What is diabetes?
Diabetes occurs when the body cannot use and store the sugar you get from the food you eat the way it should. When this happens the sugar in your blood is higher than normal.
What is insulin?
Insulin is a hormone made by the pancreas. Its job is to carry the sugar in your bloodstream to the cells in your body. Only then can the cells in your body use the sugar for energy.
What is gestational diabetes?
Gestational diabetes is a type of diabetes found during pregnancy. It is most often seen after the 24th week of gestation. The exact cause is unknown. It is thought that it has to do with certain hormones that increase during pregnancy. These hormones work against insulin action. When this happens, blood sugars become high.
Who is at risk?
Risk factors include:
- Having other family members with diabetes
- Having an ethnic background of Hispanic, Asian, African American, Native American or Pacific Islander
- Being obese (overweight)
- If you had diabetes when you were pregnant before
- Being pregnant after age 25
How is it found?
At some time between the 24th and 28th week of pregnancy, a glucose challenge test (GCT) will be done. During this test you will drink a soda-like liquid which has extra sugar in it. One hour after drinking the liquid your blood will be drawn to check your blood sugar level.
How is it treated?
The key to treating gestational diabetes is to keep blood sugar levels close to normal. In most women this can be achieved by making changes in their diet and exercise. A nutritionist will talk with you about foods and portions that are right for you. You will learn to use a blood glucose meter so you can check your blood sugar levels at least daily.
If normal blood sugar levels cannot be achieved in this way you may need to have medicine, too. The medicine may be pills or insulin shots. If insulin is needed, you will be taught how to give yourself a shot.
Will gestational diabetes harm my baby?
If blood sugars stay within the normal range by making changes in diet and exercise, the risks to the baby are very low.
If a mother's blood sugar does remain high for too long, the baby may have the problems listed below.
- The baby's blood sugar may be low at birth so he or she may need intravenous (IV) sugar to make the blood sugar rise to normal.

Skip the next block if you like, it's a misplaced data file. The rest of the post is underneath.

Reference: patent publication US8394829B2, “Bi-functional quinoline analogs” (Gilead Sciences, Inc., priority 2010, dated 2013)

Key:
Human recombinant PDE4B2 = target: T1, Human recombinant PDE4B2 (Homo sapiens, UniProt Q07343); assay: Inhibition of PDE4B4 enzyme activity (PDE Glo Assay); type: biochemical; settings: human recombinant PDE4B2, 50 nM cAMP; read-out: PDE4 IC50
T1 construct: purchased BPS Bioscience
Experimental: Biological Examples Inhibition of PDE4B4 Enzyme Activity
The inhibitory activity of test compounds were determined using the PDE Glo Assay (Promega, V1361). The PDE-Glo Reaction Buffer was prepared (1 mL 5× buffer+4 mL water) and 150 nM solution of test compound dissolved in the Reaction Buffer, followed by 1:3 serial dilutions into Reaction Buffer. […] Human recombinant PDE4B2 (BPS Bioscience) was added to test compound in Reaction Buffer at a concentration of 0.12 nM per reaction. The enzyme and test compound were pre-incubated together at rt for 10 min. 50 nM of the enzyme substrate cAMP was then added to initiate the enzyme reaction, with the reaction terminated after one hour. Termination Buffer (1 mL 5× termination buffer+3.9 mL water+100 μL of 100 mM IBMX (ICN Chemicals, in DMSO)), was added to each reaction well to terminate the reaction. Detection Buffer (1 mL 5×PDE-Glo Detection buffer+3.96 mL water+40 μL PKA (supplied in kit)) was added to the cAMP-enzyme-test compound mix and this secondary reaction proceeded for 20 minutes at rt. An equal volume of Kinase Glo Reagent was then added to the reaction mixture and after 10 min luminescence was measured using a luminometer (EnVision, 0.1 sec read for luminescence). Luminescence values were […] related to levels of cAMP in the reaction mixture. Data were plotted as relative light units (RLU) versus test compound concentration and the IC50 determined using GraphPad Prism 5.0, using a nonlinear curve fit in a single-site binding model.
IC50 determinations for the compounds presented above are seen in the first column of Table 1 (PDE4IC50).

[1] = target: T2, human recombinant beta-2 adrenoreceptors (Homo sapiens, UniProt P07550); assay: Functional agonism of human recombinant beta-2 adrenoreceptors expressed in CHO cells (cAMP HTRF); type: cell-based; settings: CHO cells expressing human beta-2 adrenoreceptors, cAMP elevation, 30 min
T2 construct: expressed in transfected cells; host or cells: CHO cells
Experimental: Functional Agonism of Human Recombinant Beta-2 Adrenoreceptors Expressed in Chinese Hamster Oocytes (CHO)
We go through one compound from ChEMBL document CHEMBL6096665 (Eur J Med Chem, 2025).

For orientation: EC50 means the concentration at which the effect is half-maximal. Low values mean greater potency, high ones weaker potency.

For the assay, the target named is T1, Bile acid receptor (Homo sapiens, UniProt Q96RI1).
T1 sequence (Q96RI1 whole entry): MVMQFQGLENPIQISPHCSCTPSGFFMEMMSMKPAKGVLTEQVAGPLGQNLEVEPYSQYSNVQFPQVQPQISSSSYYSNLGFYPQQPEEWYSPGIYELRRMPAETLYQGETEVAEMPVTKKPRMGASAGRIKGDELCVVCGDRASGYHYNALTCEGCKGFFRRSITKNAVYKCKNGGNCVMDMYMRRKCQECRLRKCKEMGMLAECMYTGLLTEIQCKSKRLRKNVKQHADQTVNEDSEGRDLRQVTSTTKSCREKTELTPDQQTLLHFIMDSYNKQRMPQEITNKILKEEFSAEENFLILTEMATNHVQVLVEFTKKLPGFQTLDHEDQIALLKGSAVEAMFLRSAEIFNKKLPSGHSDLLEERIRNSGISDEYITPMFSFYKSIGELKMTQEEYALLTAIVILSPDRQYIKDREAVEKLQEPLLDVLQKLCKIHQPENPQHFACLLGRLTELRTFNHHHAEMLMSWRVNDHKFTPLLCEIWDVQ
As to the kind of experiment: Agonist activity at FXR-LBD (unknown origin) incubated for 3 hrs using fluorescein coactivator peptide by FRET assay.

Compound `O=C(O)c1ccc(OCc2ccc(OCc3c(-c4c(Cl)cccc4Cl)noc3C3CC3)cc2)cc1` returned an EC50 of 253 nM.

- The baby may grow too large making a vaginal birth very hard. A cesarean birth may be needed.
- The baby may have extra problems with jaundice (yellowing of the skin or eyes).
- The baby has a greater chance of being overweight or obese as a child or an adult.
With good control of your blood sugar levels and regular visits with your health care provider, you and your baby should have few problems.
After your baby is born
Six weeks after your baby is born you will have a visit with your health care provider. At this time, expect to have your blood tested for diabetes. You may have a fasting blood sugar or a two-hour glucose tolerance test done.
In most women, diabetes goes away after the baby is born. Even so you will want to let your local health care provider know you had gestational diabetes. You will be at a greater risk for getting type 2 diabetes as you age. Your health care provider will want to monitor you for this.
Your risk for getting diabetes in the future can be decreased if you are able to lose any extra weight you gained while pregnant. Try to maintain good eating and exercise habits.
The Spanish version is Health Facts for You #5835
The information provided should not be used during any medical emergency or for the diagnosis or treatment of any medical condition. A licensed physician should be consulted for diagnosis and treatment of any and all medical conditions. Call 911 for all medical emergencies. Any duplication or distribution of the information contained herein is strictly prohibited.
Last Updated: 01/31/2013
Copyright © 01/31/2013 University of Wisconsin Hospitals and Clinics Authority. All rights reserved. Produced by the Department of Nursing. HF#5804
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